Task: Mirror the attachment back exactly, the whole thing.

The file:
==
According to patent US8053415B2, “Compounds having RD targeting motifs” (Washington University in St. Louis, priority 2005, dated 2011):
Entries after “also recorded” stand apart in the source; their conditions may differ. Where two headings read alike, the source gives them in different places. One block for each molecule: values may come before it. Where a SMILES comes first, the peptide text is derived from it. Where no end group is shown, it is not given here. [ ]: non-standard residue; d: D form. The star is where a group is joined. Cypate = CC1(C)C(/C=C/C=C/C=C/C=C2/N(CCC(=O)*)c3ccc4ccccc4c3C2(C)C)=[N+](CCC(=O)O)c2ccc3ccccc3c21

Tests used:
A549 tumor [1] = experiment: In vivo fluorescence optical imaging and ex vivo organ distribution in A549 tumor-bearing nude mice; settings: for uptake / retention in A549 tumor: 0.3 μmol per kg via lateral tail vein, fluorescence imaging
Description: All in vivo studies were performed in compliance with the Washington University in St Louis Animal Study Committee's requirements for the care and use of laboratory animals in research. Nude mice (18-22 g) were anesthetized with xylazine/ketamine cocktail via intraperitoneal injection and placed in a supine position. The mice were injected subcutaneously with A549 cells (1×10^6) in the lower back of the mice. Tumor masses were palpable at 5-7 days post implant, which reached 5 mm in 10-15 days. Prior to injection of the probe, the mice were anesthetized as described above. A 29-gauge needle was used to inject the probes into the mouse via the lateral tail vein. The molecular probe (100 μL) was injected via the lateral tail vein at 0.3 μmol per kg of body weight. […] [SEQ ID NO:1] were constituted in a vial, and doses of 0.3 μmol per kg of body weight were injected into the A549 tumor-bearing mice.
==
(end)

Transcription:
According to patent US8053415B2, “Compounds having RD targeting motifs” (Washington University in St. Louis, priority 2005, dated 2011):
Entries after “also recorded” stand apart in the source; their conditions may differ. Where two headings read alike, the source gives them in different places. One block for each molecule: values may come before it. Where a SMILES comes first, the peptide text is derived from it. Where no end group is shown, it is not given here. [ ]: non-standard residue; d: D form. The star is where a group is joined. Cypate = CC1(C)C(/C=C/C=C/C=C/C=C2/N(CCC(=O)*)c3ccc4ccccc4c3C2(C)C)=[N+](CCC(=O)O)c2ccc3ccccc3c21

Tests used:
A549 tumor [1] = experiment: In vivo fluorescence optical imaging and ex vivo organ distribution in A549 tumor-bearing nude mice; settings: for uptake / retention in A549 tumor: 0.3 μmol per kg via lateral tail vein, fluorescence imaging
Description: All in vivo studies were performed in compliance with the Washington University in St Louis Animal Study Committee's requirements for the care and use of laboratory animals in research. Nude mice (18-22 g) were anesthetized with xylazine/ketamine cocktail via intraperitoneal injection and placed in a supine position. The mice were injected subcutaneously with A549 cells (1×10^6) in the lower back of the mice. Tumor masses were palpable at 5-7 days post implant, which reached 5 mm in 10-15 days. Prior to injection of the probe, the mice were anesthetized as described above. A 29-gauge needle was used to inject the probes into the mouse via the lateral tail vein. The molecular probe (100 μL) was injected via the lateral tail vein at 0.3 μmol per kg of body weight. […] [SEQ ID NO:1] were constituted in a vial, and doses of 0.3 μmol per kg of body weight were injected into the A549 tumor-bearing mice.